Learn about the differences in protected data.
- [Instructor] So, if you're wondering how this works, let's walk through the steps that happens when the user classifies the document and applies protection to it. The first thing that happens is the user applies the classification or the label. In this case, they marked a document as confidential. That label is embedded in the document in the properties as we saw. Then, to protect that document, the user's computer reaches out to the Azure Information Protection service to get a certificate. This certificate is what the user is going to use to communicate with the AIP service.
The user's computer generates a random key, and that key is used to encrypt the document. Next, based on the use rights, which is what's attached to the protection that the label will apply, the user's machine generates a policy. That policy has the use rights and the copy of the encryption key. The user also has a copy of the AIP public key. Every organization that's set up with Azure Information Protection has a separate key, and of course, the user has a copy of the public key. And so, what they can do is they can encrypt that policy with the public key, and then to verify that they generated it, they sign it with their certificate.
Finally, that policy is embedded in the top of the file, so that's the part of the file that's not encrypted in the same way as the rest, and at this point we now have a document or a file that's been protected by Azure Information Protection. For the user that's going to consume it, the process is a little bit different. They open the protected file, and the two things they have is the encrypted part of the file, which they have no way to access at this point, and they have a copy of the policy. The user's machine sends a copy of that policy, as well as their certificate to the Azure Information Protection service.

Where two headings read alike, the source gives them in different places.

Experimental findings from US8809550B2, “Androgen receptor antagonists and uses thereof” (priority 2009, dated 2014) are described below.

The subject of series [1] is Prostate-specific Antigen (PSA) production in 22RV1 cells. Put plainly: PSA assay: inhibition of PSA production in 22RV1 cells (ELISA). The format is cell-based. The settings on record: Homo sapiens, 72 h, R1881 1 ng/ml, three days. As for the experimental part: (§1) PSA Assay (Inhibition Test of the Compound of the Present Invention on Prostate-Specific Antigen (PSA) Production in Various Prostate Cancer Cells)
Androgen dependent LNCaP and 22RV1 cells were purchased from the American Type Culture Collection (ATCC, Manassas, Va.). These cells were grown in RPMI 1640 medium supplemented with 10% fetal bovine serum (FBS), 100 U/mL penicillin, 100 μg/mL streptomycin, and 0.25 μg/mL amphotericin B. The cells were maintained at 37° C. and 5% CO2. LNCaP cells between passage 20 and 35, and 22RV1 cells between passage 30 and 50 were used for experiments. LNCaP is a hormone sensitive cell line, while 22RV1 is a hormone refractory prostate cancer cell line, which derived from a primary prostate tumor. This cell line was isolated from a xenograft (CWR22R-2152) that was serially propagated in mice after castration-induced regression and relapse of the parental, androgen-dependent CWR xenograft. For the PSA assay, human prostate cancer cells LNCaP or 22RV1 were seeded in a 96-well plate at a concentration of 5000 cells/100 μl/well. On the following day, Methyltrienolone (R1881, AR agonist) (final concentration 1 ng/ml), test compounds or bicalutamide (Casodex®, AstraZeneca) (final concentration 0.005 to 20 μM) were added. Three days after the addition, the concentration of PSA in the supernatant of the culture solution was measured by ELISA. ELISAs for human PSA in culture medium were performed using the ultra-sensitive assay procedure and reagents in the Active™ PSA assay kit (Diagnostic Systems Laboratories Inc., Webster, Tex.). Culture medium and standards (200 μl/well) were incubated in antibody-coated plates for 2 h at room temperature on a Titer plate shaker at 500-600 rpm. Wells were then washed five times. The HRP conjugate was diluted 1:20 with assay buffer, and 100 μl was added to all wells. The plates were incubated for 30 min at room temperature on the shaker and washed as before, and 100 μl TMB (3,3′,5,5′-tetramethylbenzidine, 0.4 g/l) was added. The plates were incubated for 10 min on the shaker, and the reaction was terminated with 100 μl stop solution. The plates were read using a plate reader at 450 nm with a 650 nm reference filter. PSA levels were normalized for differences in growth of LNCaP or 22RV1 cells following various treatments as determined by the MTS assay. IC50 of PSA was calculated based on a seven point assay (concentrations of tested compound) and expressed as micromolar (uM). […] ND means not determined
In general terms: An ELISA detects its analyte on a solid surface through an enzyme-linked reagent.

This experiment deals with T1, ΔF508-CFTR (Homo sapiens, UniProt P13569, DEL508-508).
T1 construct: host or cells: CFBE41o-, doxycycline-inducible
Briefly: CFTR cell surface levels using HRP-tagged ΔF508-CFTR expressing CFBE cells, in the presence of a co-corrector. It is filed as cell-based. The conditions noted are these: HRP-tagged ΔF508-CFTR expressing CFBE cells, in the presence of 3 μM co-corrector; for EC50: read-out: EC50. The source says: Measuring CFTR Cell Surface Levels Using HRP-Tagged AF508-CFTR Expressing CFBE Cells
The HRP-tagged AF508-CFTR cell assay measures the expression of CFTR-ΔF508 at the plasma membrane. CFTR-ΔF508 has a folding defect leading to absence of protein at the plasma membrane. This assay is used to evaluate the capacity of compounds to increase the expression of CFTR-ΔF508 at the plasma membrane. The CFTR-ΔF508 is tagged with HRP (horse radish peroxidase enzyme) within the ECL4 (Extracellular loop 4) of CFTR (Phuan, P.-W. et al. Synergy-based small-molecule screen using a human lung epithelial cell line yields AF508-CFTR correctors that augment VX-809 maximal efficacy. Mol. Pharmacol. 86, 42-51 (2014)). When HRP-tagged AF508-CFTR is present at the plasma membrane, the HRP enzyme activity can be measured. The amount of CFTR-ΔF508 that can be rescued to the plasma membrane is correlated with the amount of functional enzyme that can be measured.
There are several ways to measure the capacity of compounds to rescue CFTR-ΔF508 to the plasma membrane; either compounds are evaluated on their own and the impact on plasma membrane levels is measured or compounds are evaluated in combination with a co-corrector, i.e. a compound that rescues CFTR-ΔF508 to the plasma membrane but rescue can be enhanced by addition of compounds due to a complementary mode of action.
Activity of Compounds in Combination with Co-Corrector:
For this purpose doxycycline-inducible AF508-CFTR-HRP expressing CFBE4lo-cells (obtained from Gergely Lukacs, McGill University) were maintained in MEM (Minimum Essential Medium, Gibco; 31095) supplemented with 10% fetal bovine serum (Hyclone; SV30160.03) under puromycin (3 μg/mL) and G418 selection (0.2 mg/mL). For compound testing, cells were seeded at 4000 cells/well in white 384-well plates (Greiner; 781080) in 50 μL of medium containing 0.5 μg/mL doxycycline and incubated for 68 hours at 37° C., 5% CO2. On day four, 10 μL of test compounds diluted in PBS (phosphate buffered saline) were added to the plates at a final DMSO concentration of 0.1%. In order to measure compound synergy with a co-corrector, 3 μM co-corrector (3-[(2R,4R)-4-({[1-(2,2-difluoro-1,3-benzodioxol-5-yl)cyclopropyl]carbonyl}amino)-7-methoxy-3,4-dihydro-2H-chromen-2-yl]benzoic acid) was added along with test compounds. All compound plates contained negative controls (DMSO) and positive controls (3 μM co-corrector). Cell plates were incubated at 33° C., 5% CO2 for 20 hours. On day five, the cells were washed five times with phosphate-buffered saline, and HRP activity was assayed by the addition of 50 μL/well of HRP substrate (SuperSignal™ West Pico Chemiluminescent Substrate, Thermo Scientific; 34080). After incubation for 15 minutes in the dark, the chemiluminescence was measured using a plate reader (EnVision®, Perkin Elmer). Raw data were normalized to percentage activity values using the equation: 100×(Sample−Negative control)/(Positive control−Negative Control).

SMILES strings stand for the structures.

And what the service is able to do is because that policy was encrypted with the organization's public key, the service has the private key, which can decrypt the policy and extract the content key which was used to encrypt the document. Based on the user's rights, based on who the user identify themselves as, they get what's called the use license, which includes their rights, and the content key gets encrypted with the user's public key, and embedded in the use license. That license is sent back to the user's machine, and the Azure Information Protection client decrypts the content key using their certificate, and uses that to decrypt the document.
The AIP client also takes those use rights from the use license, and then forces what the user can do with the document. This is whether or not they can do things like even open it or edit the document, or copy and paste, or print, and so forth.
- Authentication options with Azure AD
- Configuring Azure AD Connect for sync and authentication
- Securing remote access with the Azure Application Proxy
- Managing apps and devices with Intune
- Building and deploying a basic Intune policy for iOS or Android
- Protecting data beyond the firewall with Azure Information Protection (AIP)
- Configuring AIP classification labels and protection
- Integrating Exchange and SharePoint with AIP
- Managing risk with Advanced Threat Analytics
- Connecting Office 365 to cloud app security